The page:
This has been a pretty though week for me. I came back from Spring Break with the task of assessing how trustworthy certain friends of mine are, eliminating a mountain of homework, telling people I care about how I really feel and hoping they could forgive me for past mistakes, and having to deal with having my “sports pass” revoked. While some things are going easier than others, I knew there was one thing I could look forward to on Tuesday without any shadow of a doubt: Wu-Massacre. There isn’t anything like the Wu, I swear. I had been peeping the leaks and sneaks for this album all the way up to its release and couldn’t wait for the full project. Raekwon, Meth, and Ghost are a thunderous threesome of emcess that aint nuthin ta fuck with still to this day. Very few other hip hop groups can sound fresh in any era they spit like the Wu-affiliates. With this being said, I came into Wu-Massacre with the thought that another classic was in my hands.

And at first listen, this may seem like an instant classic. But after a second or third listen, you’ll probably be forced to change that mindset. It’s a great album, but a classic, it is not. First of all, this album is pretty short. Take out the two pointless skits, and you only have ten songs which add up to about 30 minutes of run time. Another thing is that that classic Wu-Tang balance is a bit off on this album. It just doesn’t have that same “Protect Ya Neck” flow. Speaking of balance, Raekwon is absent on on more than half the album. Not that Ghost and Meth don’t hold their weight, they go above and beyond the call of duty for sure, but that Raekwon flow is just killer and it’s a shame that he didn’t bless all the tracks. The features are good but I just wish there was more to hear on this album.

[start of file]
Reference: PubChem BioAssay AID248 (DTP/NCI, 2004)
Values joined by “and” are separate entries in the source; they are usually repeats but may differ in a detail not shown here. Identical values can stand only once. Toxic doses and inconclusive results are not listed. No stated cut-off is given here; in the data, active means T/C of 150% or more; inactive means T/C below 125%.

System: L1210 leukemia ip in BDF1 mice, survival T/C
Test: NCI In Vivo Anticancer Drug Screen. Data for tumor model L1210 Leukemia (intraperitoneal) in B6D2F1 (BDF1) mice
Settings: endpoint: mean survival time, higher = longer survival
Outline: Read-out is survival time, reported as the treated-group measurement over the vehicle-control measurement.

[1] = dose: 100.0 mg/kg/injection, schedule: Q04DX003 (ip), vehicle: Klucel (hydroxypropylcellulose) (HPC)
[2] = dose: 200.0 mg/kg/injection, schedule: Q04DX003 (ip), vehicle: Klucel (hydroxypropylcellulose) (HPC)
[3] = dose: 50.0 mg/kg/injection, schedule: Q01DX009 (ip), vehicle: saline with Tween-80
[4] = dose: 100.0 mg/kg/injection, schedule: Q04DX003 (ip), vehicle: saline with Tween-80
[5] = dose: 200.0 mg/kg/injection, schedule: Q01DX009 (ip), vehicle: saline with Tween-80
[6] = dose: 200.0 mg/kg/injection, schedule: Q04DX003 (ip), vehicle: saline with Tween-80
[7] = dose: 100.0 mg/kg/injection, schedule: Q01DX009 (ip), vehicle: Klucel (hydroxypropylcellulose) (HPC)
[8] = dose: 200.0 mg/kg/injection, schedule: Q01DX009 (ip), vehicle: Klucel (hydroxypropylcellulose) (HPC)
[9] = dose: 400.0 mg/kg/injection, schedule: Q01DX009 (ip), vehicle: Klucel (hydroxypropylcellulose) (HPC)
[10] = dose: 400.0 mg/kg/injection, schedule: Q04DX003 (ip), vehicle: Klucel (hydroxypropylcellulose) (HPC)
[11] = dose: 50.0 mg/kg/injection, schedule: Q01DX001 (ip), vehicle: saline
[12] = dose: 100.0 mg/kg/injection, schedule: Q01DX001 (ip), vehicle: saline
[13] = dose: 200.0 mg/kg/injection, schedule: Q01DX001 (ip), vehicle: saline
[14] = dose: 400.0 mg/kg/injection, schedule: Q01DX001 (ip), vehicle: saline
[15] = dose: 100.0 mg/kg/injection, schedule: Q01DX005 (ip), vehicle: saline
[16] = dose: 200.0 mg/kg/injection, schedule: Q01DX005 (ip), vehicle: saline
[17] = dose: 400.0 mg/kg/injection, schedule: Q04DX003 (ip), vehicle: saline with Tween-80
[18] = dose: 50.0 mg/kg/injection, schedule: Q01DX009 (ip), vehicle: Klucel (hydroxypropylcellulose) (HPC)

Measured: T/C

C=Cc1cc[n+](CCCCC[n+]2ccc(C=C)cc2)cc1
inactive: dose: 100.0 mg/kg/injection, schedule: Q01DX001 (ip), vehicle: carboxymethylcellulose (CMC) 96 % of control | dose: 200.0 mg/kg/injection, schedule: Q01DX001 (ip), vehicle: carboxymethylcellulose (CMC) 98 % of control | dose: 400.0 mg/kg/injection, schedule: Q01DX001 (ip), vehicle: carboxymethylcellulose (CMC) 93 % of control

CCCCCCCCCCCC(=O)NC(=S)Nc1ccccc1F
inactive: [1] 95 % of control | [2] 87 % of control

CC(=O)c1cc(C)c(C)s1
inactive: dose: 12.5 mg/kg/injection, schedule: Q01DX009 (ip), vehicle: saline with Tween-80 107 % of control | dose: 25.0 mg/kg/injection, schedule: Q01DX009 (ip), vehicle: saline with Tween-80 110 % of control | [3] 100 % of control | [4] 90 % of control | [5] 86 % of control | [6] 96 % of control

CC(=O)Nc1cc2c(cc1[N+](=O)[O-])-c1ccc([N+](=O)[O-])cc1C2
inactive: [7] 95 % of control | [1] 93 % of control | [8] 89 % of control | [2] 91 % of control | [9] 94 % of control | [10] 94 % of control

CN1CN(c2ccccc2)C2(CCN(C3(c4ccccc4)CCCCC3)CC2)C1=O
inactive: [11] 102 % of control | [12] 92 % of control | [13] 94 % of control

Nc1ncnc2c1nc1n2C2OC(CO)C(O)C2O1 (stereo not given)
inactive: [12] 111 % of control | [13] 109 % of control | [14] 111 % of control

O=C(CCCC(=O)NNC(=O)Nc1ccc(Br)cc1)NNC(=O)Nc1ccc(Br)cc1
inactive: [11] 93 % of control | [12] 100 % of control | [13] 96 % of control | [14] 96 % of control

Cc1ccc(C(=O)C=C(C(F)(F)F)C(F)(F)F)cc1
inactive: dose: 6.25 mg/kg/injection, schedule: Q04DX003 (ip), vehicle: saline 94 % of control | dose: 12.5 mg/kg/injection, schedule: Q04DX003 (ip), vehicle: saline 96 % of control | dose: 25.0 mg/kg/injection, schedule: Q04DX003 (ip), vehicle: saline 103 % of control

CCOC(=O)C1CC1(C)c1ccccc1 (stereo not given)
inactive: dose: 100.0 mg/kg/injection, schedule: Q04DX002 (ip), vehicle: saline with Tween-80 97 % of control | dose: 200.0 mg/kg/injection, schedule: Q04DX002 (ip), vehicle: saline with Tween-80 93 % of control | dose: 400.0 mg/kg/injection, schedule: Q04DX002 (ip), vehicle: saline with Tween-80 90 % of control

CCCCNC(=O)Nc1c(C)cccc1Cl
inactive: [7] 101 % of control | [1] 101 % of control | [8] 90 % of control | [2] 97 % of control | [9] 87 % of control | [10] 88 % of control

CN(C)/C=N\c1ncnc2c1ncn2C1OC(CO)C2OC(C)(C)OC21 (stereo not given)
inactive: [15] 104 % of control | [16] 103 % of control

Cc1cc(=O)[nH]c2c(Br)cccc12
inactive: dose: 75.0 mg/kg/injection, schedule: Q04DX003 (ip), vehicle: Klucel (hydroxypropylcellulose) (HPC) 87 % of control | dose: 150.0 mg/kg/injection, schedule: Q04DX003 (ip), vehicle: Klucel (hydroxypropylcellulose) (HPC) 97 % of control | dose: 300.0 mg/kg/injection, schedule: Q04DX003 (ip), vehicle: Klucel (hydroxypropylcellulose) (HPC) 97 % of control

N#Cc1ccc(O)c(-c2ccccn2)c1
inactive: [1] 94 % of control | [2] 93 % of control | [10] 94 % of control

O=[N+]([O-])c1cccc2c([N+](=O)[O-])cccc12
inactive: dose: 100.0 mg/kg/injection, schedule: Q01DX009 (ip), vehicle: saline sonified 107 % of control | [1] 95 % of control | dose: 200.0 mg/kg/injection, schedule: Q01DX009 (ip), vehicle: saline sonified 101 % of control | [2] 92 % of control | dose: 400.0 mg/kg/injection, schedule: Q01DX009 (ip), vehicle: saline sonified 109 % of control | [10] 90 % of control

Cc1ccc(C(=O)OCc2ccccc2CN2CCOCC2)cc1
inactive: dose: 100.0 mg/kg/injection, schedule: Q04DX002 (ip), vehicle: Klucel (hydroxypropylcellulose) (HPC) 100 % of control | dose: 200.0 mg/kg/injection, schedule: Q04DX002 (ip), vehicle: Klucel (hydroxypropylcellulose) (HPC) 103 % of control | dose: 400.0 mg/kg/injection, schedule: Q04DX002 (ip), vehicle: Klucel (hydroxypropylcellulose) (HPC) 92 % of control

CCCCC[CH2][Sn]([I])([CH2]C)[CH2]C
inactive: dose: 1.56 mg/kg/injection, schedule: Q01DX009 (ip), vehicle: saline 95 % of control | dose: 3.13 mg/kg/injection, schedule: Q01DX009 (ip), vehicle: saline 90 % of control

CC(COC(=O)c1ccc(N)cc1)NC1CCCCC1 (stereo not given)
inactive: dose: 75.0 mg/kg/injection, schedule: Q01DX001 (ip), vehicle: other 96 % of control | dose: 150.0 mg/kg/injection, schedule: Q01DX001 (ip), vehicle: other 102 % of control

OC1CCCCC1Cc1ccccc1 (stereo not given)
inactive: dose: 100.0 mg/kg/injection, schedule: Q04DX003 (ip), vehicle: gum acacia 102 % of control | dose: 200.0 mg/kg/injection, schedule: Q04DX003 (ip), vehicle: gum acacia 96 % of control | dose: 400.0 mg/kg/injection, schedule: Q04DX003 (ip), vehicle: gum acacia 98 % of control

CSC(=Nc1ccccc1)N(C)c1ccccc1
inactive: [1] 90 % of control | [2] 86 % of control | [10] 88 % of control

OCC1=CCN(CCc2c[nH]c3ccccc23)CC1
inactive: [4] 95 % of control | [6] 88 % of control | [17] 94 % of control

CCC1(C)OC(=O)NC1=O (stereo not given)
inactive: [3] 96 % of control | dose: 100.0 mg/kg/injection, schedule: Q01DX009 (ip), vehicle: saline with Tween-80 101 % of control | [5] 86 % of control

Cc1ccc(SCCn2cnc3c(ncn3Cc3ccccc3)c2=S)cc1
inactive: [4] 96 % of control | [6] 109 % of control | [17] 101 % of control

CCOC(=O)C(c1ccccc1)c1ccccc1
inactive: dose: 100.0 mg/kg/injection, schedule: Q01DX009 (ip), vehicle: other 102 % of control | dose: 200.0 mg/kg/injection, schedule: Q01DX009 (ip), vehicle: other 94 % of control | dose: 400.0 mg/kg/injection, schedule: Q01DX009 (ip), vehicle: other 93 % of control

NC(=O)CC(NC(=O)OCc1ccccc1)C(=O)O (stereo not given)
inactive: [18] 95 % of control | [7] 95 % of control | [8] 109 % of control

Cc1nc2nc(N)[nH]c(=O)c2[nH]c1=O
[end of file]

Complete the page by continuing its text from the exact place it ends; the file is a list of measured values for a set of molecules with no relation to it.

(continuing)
What there is to hear is fantastic though. The beats are all on point. Production fell in the hands of many but it’s all tasteful and each song makes excellent use of its samples. Each song has that classic NY tinge to it and I hate to say it, but it reminded me of that good, old, classic Wu sound just a bit despite the balance issue. The lyrics are hard, edgy, piercing, and most of all, excellent. Like I said, these guys don’t regurgitate anything. They just take their signature flows and take off on each track. Ghostface’s outrageous exclamations are just as dope now as they were back in ’96 for instance.

I can’t help but feel that if they made us wait just little bit longer, this album would be in the pantheon of the greatest hip hop albums of all time. As it stands now, it’s like a great party that ends way too early. It was fun while is lasted, but if you got a little more time, it would become epic. Just when the album feels like it peaks it ends. For that, I give Wu-Massacre 3 ‘Cuse logos out of 5.